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Private Firms Pay for Italian Ship Deployment

Nov. 9, 2013 - 03:45AM   |  
By TOM KINGTON   |   Comments
The Italian aircraft carrier Cavour will lead a group of vessels visiting ports in the Mideast and Africa, promoting Italian military and civilian products.
The Italian aircraft carrier Cavour will lead a group of vessels visiting ports in the Mideast and Africa, promoting Italian military and civilian products. (Wikimedia)
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ROME — A fleet of Italian Navy vessels led by the aircraft carrier Cavour is setting off on an unusual trip around the Middle East and Africa that will combine crew training and diplomacy with a privately funded sales trip for Italian industry.

Departing from Italy on Nov. 13, the Cavour will be loaded with sales teams from defense companies such as Finmeccanica, Fincantieri, Elettronica and Beretta, turning the vessel into a “large defense show like Le Bourget,” said Italian Defense Minister Mario Mauro at a conference announcing the mission on Nov. 5.

Setting up mobile showrooms alongside the defense firms on board will be the makers of Italian furniture and civilian aircraft, as well as representatives of the Italian Red Cross and other humanitarian organizations.

The rationale behind the traveling sales mission, which will call at 19 ports before returning to Italy in April, is that companies on board will foot the bill, effectively underwriting crew training as regular funding for exercises dries up.

Industry will pay more than €10 million euros (US $13.5 million) for fuel costs and €3 million for other expenses, including port fees, while the Navy will pick up the €7 million wages bill, said Navy chief Adm. Giuseppe De Giorgi.

Addressing the news conference, Italy’s military chief of staff, Adm. Luigi Binelli Mantelli, spoke of the benefits of being able to “train our crews for five months in a challenging climate, far from home.”

Accompanying the Cavour will be the patrol vessel Comandante Borsini, the support ship Etna and the multimission frigate Bergamini.

The Navy has been pushing to find creative ways to fund crew training while maintenance and operations budgets are eroding as planners divert large amounts for personnel spending.

In the three-year budget published this year, maintenance and operations funding slips from €1.33 billion this year to €1.32 billion in 2014 and to €1.3 billion in 2015.

Apart from training, De Giorgi said the mission would help spur cooperation with allied navies that the fleet calls on during the trip, including Mozambique, where the Italian and local navies are due to sign a cooperation deal.

The marketing of Italian naval vessels also would be on the agenda in the Arabian Gulf, Morocco, South Africa and Mozambique, while in Angola, talks would continue about Italian industry helping to develop a new type vessel for the local navy, he said.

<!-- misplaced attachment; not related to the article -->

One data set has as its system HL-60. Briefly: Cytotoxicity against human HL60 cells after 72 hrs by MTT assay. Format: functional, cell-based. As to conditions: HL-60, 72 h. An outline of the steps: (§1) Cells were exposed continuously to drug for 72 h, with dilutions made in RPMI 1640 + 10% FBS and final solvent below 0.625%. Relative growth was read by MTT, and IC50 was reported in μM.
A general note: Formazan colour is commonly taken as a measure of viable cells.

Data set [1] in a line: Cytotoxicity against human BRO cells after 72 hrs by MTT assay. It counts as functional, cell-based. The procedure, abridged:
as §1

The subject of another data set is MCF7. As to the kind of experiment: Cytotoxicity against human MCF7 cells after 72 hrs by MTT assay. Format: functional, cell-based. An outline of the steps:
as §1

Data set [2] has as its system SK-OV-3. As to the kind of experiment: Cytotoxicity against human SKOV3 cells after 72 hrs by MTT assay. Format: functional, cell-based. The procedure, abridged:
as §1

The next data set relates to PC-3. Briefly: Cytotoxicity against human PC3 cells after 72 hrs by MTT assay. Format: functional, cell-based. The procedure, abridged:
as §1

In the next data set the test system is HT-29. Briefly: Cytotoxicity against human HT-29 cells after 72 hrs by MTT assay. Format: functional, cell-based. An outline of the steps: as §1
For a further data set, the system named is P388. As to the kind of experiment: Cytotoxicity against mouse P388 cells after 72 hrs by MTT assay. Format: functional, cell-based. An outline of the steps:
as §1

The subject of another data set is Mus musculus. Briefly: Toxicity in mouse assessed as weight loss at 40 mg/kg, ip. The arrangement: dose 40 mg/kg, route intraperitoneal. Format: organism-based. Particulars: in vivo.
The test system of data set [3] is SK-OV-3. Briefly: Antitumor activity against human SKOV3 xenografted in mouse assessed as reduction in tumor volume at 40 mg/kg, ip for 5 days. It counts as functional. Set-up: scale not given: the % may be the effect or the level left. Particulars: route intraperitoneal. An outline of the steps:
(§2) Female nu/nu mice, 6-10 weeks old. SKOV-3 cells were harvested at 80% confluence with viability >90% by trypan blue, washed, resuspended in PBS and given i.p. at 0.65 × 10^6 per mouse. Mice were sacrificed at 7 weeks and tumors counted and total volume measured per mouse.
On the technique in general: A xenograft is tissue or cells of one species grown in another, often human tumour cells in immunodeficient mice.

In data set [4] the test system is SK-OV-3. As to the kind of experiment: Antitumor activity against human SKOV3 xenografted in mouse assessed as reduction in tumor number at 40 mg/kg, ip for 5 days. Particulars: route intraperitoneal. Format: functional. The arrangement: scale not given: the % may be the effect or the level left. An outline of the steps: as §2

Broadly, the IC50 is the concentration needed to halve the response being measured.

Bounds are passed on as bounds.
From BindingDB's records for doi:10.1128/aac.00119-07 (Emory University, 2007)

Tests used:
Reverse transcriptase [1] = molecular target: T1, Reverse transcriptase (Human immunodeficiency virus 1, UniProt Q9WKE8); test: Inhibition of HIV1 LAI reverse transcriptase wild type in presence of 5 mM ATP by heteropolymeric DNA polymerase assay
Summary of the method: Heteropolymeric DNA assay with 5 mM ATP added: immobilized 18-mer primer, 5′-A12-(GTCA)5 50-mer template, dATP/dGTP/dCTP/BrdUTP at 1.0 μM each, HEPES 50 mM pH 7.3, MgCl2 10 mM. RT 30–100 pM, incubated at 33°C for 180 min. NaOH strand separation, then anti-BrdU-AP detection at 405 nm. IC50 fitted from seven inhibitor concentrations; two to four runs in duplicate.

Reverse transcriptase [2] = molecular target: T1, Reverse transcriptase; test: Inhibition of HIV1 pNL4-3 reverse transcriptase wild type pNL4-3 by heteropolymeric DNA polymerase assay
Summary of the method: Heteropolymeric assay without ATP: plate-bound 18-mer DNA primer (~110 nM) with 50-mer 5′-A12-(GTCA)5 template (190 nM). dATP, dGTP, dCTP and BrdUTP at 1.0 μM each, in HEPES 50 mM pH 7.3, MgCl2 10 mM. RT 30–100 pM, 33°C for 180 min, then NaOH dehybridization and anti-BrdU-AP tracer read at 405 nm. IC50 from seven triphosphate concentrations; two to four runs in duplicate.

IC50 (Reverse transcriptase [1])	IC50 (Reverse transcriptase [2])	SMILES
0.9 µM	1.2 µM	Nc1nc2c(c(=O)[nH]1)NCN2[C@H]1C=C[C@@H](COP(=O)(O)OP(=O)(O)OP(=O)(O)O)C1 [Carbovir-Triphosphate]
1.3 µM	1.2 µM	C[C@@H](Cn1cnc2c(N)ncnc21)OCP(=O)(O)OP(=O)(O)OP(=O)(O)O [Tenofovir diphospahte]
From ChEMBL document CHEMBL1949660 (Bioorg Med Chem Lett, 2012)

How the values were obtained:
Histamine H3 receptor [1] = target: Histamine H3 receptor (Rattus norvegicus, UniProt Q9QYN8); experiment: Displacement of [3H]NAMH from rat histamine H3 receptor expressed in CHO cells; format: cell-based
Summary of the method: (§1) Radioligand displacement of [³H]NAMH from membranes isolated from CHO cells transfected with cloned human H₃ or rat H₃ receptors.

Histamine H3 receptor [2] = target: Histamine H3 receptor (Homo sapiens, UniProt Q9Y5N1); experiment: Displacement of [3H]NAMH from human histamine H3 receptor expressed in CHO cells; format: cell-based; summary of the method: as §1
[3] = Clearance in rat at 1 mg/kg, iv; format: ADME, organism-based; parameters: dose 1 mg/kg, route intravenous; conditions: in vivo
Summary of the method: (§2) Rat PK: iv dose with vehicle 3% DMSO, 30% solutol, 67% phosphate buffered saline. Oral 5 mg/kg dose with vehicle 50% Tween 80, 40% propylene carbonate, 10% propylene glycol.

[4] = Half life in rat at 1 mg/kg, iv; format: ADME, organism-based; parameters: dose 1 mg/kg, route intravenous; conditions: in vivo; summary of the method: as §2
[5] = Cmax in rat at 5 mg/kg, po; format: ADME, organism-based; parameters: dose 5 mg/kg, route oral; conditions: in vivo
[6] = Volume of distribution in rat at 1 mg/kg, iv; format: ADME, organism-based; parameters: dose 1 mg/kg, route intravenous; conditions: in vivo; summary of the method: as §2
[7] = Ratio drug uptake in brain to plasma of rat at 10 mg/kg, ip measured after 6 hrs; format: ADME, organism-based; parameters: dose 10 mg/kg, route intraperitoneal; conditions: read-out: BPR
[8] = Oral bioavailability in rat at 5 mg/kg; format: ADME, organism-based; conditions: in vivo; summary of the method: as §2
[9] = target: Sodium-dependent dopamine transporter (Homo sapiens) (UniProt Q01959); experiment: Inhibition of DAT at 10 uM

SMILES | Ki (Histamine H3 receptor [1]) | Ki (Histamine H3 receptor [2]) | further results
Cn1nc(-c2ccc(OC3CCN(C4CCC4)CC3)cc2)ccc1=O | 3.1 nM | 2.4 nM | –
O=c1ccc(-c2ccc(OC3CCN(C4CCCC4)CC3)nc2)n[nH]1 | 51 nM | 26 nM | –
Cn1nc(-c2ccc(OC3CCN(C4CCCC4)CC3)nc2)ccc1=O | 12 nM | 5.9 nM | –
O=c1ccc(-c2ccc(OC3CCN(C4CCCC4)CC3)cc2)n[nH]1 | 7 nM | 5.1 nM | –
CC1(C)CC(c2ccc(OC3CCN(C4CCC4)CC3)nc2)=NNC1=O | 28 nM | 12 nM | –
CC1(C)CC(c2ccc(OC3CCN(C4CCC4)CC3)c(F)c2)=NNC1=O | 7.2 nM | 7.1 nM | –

The 27,600-ton Cavour has been involved in marketing activities before. In 2010, its maiden mission took it to earthquake-stricken Haiti with aid, earthmoving vehicles, hospital facilities and 900 personnel. But it also stopped off in Brazil, ostensibly to take on Brazilian medical personnel, but also to support Rome’s efforts to market naval vessels to Brazil.

Finmeccanica and Fincantieri, the two state-controlled companies that team on Italy’s naval construction, footed most of the bill for the mission.

This time, the mission has a more determinedly commercial profile, with potential buyers scheduled to board the Cavour at each port to view displays.

For companies in the Finmeccanica group, that means focusing on the gulf ports in Saudi Arabia, the United Arab Emirates, Oman, Qatar and Kuwait.

AgustaWestland will be parking an NH90 and AW101 helicopter on board the Cavour, while Oto Melara will promote its new guided munitions and Selex ES the combat management system it installed on Cavour. Torpedo unit WASS will promote its Black Shark torpedo, while visitors also will see the Storm Shadow, Meteor and Brimstone missiles built by MBDA, in which Finmeccanica holds a stake.

Small-vessel builder Intermarine is joining the trip, as is small arms maker Beretta.

“We are interested in the visits to the UAE, Qatar and Kuwait,” said Lorenzo Benigni, vice president for communications at electronics firm Elettronica, which has supplied self-protection systems on Cavour.

The defense stands will share space with displays promoting Italy’s hosting of Expo 2015, as well as stands taken by small aircraft maker Blackshape, tire-maker Pirelli and business aircraft company Piaggio Aero. Railway technology group Mermec and microsatellite builder Sitael also will be represented, as well as an Italian trade association grouping 2,800 furniture and wooden goods manufacturers.

The mission, De Giorgi said, represented “a business card for Italy,” while Mauro said, “the Cavour will be a piece of Italy.”

Following the stops in the gulf, the ships will make stops in Kenya, Madagascar, Mozambique, South Africa, Angola, Congo, Nigeria, Ghana, Senegal, Morocco and Algeria. During African stops, humanitarian groups on board, including 60 Red Cross volunteers, will work with locals.

Combined, the military presence, the marketing of Italian hardware and the humanitarian aid would show Italy is taking care of “360 degrees of cooperation,” De Giorgi said. The mission reflects De Giorgi’s desire to engage the Navy in civil tasks. Navy vessels help rescue migrants setting out in the Mediterranean Sea to cross to Italy on rickety fishing vessels.

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